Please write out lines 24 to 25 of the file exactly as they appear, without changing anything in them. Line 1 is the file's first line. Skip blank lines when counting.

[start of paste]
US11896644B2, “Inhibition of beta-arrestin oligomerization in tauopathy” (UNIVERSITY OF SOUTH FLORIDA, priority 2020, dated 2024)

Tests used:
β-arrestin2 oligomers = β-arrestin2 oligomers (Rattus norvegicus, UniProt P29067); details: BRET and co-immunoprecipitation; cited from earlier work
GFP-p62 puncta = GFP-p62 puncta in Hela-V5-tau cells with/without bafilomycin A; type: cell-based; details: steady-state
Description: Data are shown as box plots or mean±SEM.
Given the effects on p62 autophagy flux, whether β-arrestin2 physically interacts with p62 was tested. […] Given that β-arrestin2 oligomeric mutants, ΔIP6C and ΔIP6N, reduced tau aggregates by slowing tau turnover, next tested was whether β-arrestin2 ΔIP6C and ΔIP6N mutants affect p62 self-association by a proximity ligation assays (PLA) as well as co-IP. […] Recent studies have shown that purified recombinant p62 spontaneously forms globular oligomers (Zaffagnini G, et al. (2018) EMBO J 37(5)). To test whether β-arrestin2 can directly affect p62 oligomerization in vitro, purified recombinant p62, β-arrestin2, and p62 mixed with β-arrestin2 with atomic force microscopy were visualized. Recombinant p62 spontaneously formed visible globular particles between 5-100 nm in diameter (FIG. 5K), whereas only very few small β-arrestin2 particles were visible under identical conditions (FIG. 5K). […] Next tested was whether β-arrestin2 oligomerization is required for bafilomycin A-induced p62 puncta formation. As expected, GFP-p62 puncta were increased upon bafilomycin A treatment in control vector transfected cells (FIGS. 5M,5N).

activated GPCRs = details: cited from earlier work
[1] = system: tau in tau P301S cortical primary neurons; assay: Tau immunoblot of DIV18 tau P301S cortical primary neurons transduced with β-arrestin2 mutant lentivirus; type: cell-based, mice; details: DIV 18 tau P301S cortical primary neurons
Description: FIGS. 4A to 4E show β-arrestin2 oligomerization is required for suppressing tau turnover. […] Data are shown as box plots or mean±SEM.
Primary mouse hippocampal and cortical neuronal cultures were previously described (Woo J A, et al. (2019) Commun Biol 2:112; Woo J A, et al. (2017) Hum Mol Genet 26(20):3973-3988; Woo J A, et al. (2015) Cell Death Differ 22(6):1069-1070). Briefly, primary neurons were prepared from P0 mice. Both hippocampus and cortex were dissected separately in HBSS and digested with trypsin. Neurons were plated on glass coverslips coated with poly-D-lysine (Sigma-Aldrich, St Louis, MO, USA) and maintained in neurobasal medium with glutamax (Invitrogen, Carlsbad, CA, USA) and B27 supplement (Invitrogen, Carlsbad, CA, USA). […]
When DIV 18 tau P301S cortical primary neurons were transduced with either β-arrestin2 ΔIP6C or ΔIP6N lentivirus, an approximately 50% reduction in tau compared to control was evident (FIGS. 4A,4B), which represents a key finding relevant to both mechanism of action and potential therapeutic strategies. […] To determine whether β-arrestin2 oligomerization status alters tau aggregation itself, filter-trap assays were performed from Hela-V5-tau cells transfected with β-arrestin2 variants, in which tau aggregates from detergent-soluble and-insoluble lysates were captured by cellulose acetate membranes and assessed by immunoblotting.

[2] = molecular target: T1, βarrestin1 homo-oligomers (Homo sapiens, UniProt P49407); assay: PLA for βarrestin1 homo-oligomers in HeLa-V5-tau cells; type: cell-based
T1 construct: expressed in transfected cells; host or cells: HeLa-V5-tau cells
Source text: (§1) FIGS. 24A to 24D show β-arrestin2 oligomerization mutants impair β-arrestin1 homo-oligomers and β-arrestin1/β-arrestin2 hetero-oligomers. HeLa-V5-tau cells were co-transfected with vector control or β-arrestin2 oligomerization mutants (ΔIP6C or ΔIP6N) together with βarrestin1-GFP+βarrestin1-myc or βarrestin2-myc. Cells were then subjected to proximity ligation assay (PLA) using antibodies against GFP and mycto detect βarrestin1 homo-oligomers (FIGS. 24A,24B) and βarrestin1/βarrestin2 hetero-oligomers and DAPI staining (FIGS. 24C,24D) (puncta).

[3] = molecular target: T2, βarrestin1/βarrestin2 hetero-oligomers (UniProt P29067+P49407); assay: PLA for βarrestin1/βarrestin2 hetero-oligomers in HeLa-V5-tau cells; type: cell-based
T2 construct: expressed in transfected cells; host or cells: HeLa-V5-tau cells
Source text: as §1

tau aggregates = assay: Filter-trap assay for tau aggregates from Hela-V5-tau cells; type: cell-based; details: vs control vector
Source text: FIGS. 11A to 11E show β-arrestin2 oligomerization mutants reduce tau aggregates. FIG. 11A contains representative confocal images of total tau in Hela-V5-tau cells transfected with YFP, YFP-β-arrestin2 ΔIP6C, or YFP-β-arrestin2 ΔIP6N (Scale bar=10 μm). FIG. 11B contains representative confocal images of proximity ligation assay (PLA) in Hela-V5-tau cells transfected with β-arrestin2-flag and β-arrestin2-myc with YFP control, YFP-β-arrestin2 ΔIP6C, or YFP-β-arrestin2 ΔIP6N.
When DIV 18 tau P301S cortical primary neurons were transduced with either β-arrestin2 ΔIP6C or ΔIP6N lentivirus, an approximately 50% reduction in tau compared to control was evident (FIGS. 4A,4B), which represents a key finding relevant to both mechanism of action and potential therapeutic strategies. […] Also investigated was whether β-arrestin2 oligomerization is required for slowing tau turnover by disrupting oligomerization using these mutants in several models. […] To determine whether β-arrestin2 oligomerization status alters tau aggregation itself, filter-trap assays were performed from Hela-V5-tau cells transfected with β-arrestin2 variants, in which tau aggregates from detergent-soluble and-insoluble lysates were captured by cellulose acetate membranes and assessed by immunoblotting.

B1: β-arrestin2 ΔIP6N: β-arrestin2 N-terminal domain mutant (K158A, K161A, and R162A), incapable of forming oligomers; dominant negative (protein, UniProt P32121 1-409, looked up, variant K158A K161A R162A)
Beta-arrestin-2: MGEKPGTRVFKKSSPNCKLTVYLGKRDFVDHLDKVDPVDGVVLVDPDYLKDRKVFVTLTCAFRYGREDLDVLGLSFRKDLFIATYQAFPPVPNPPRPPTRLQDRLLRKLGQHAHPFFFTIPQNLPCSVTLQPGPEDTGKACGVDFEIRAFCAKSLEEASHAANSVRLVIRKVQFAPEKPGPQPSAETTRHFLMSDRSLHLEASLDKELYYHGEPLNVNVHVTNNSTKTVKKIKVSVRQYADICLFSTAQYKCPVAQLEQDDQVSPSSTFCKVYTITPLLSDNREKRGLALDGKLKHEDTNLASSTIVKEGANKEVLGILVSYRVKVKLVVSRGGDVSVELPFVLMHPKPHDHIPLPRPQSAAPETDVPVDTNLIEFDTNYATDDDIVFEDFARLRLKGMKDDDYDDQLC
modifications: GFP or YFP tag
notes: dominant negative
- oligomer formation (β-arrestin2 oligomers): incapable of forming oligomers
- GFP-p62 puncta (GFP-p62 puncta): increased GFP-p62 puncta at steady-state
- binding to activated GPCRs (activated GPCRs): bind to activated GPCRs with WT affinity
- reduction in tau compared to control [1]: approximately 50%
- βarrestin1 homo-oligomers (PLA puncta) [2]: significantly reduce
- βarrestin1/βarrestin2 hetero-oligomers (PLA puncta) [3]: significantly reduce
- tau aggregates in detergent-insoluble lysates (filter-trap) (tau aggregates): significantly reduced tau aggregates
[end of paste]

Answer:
notes: dominant negative
- oligomer formation (β-arrestin2 oligomers): incapable of forming oligomers